Carbeth House with spring blossom – photo by Sam Lyth

Sounds of Spring

As a newcomer to an area it is always a delight to see spring unfurling across a new landscape. Now, with the slightly warmer weather and longer evenings I am enjoying the sounds of spring as I go out on my regular walks. With the Easter holidays just starting there is so much to enjoy on and around the Carbeth Estate it is hard to know where to start.

However, I think we must start with the daffodils. Wherever you go around Killearn they are putting on a splendid show in defiance of the recent strong westerlies and horizontal rain. They are positively carpeting the woodland adjacent to Carbeth House and I have it on good authority that as spring progresses there will be a carpet of bluebells too. A little detour into this woodland is well worth it and if you stand and listen for a while you will hear the bees. There are some huge bumble bees and the honeybees have been active since the snowdrops were out.

Carpet of daffodils – photo by Sam Lyth
Carpet of daffodils – photo by Sam Lyth

The gradual greening of the trees makes spring a very visual season, but some of the signs of spring are very definitely the sounds of spring. It is not just the buzzing of bees: listen out for the drumming of greater spotted woodpeckers on the hollow tree trunks or a chiffchaff announcing its arrival from Africa. (First one heard this year on 30th March). I am hoping the chiffchaffs will soon be joined by willow warblers and blackcaps in the woodland symphony.

By the river, a high-pitched whistle may alert you to a dazzling kingfisher and on the adjacent flood plain you may hear the evocative calls of curlew and lapwing, both waders that returned here in February to set up territories and breed. And on the farm, the bleating conversation of lambs and ewes will punctuate the soundscape well into summer.

Greater spotted woodpecker

Wikipedia
Common Chiffchaff

Wikipedia
Willow warbler

Wikipedia
Blackcap

Wikipedia
Curlew

Curlew (Numenius arquata)


Xeno-canto
Lapwing

Northern lapwing (Vanellus vanellus)


Wikipedia

But of course, there is plenty to see too. Before the trees come into leaf it is possible to see many of the songbirds declaring their presence and sometimes you maybe lucky to see something really special. My bay window overlooks the wood by Carbeth House and I have placed some bird feeders there, so I have the daily pleasure of seeing many birds fairly close. I have also had grey squirrels visit, but recently my attention was diverted further up the tree to see a stunning red squirrel. I watched for quite some time as it was feeding in the trees, busy searching for morsels and then sitting up in the classic pose – ear tufts erect and the luxuriant tail curled over its back. I had been told there were reds around and knew that the Scottish Wildlife Trust had been trapping the greys to help the reds move into the area, but it was so special to see this lovely native animal from my breakfast table.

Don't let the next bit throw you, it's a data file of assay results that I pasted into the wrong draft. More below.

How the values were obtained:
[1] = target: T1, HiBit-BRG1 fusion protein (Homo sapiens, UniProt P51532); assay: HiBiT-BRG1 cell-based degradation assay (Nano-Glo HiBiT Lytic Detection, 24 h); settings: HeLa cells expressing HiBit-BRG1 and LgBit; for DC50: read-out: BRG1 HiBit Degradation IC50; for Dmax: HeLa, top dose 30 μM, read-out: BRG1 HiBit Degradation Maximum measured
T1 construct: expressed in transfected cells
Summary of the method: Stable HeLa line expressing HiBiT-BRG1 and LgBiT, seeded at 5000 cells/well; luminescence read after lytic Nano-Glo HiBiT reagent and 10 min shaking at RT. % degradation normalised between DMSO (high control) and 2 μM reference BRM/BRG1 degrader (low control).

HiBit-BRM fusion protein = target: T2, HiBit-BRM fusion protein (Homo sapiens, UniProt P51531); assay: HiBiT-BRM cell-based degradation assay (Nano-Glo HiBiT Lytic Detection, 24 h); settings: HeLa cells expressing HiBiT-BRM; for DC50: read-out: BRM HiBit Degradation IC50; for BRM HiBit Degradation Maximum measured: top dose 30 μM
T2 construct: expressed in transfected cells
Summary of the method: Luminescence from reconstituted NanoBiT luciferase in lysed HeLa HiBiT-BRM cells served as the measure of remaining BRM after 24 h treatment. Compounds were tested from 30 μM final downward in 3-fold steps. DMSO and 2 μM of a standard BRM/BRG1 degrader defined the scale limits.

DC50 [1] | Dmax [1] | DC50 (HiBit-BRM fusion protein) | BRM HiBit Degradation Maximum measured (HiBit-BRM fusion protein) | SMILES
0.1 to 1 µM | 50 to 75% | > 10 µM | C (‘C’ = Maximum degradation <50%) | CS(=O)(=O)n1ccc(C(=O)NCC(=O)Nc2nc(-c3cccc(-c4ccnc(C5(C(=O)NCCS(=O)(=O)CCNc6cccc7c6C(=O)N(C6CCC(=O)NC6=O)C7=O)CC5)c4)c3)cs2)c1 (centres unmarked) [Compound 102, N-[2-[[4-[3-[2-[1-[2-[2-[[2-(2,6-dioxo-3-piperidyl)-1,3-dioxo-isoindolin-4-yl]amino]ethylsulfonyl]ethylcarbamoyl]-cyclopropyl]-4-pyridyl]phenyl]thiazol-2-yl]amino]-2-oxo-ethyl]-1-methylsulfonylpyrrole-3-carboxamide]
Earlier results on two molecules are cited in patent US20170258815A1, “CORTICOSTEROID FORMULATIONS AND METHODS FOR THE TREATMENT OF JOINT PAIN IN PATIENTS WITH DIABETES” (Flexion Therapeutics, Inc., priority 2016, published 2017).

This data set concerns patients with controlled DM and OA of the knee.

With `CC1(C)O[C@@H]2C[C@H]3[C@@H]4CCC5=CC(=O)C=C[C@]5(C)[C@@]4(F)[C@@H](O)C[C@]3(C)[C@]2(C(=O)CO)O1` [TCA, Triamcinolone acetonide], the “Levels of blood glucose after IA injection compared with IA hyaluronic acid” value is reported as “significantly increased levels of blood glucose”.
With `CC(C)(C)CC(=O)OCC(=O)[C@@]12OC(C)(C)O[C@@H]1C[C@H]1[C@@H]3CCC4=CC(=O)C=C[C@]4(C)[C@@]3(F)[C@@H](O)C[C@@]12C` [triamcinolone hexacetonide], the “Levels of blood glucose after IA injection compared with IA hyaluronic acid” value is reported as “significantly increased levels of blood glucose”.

red squirrel
Red squirrel – photo by Nadia Tighe

A sweep of binoculars across the fields often yields a sighting of another native species, the brown hare, and the lawn beside Carbeth House (easily viewed from the track at the back) is a haven for rabbits, which can easily be seen at dawn or dusk. Roe deer are regularly seen across the estate and I have also discovered a badger set, although I have not seen a badger here yet.

Footbridge over the River Endrick – photo by Sam Lyth
Footbridge over the River Endrick – photo by Sam Lyth

There is plenty of standing water after winter and these pools near to Endrick Water are the perfect place for frogs and toads to spawn. I saw my first frogspawn at the end of February, and the pools have been filling up ever since. It is always fascinating seeing the little tadpoles develop in the jelly and then watch their bodies change over the summer before the area is filled with tiny frogs and toads leaving the pool. On top of the water you are likely to see whirligig beetles and pond skaters and beneath the water there will be plenty of life too – including midge larvae. In mid-March the dry spell meant that the river level was quite low and the water clear. On a particularly sunny day (I was in my shorts!) a close look in the river revealed a huge number of caddis fly larvae and large shoals of very small fish. All this is excellent news for the local wildlife as it provides the bottom rung of the food chain.

Baby hare (leveret) – photo by Prierlechapelet

Spring is a vital time on the farm, both for our sheep and for the wild animals that live here. As more people discover the area there is a delicate balance. Rural communities need visitors to bring income, but those visitors can so easily disturb the environment that they come to see. With so many ground-nesting birds and mammals such as hares and deer who raise their young on the ground a big threat is disturbance by walkers and their dogs. A stray foot or uncontrolled dog can so easily destroy a nest or kill a baby animal. Which is why we ask you to keep to paths and keep your dogs on a short lead at this crucial time of the year.

Samantha Lyth

Samantha Lyth is a keen naturalist and lover of the outdoors. Among her running friends she is well known for her nature trail runs, which involves a lot of stopping to look at birds, insects and flowers. Along with her husband Peter they run Red Kite Services, a business that provides administrative and marketing support for small businesses. They have recently moved to Killearn and are thoroughly enjoying exploring the area.

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